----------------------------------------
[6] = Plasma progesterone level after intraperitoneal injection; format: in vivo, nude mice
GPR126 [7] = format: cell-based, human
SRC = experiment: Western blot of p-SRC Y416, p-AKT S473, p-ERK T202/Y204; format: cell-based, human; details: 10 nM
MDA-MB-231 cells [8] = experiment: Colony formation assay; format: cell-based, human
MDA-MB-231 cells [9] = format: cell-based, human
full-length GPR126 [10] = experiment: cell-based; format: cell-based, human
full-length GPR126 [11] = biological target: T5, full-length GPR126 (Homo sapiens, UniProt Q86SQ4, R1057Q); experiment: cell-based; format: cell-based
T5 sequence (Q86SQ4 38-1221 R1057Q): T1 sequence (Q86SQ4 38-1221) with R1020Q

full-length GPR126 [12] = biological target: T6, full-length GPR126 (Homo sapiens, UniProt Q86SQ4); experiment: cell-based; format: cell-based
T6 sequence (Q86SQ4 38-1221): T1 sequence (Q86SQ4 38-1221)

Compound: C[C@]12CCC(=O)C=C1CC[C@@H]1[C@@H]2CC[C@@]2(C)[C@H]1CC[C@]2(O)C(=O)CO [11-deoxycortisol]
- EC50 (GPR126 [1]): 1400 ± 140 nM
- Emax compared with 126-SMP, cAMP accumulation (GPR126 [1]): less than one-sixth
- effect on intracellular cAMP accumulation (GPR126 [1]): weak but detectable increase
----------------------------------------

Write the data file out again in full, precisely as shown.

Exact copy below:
[6] = Plasma progesterone level after intraperitoneal injection; format: in vivo, nude mice
GPR126 [7] = format: cell-based, human
SRC = experiment: Western blot of p-SRC Y416, p-AKT S473, p-ERK T202/Y204; format: cell-based, human; details: 10 nM
MDA-MB-231 cells [8] = experiment: Colony formation assay; format: cell-based, human
MDA-MB-231 cells [9] = format: cell-based, human
full-length GPR126 [10] = experiment: cell-based; format: cell-based, human
full-length GPR126 [11] = biological target: T5, full-length GPR126 (Homo sapiens, UniProt Q86SQ4, R1057Q); experiment: cell-based; format: cell-based
T5 sequence (Q86SQ4 38-1221 R1057Q): T1 sequence (Q86SQ4 38-1221) with R1020Q

full-length GPR126 [12] = biological target: T6, full-length GPR126 (Homo sapiens, UniProt Q86SQ4); experiment: cell-based; format: cell-based
T6 sequence (Q86SQ4 38-1221): T1 sequence (Q86SQ4 38-1221)

Compound: C[C@]12CCC(=O)C=C1CC[C@@H]1[C@@H]2CC[C@@]2(C)[C@H]1CC[C@]2(O)C(=O)CO [11-deoxycortisol]
- EC50 (GPR126 [1]): 1400 ± 140 nM
- Emax compared with 126-SMP, cAMP accumulation (GPR126 [1]): less than one-sixth
- effect on intracellular cAMP accumulation (GPR126 [1]): weak but detectable increase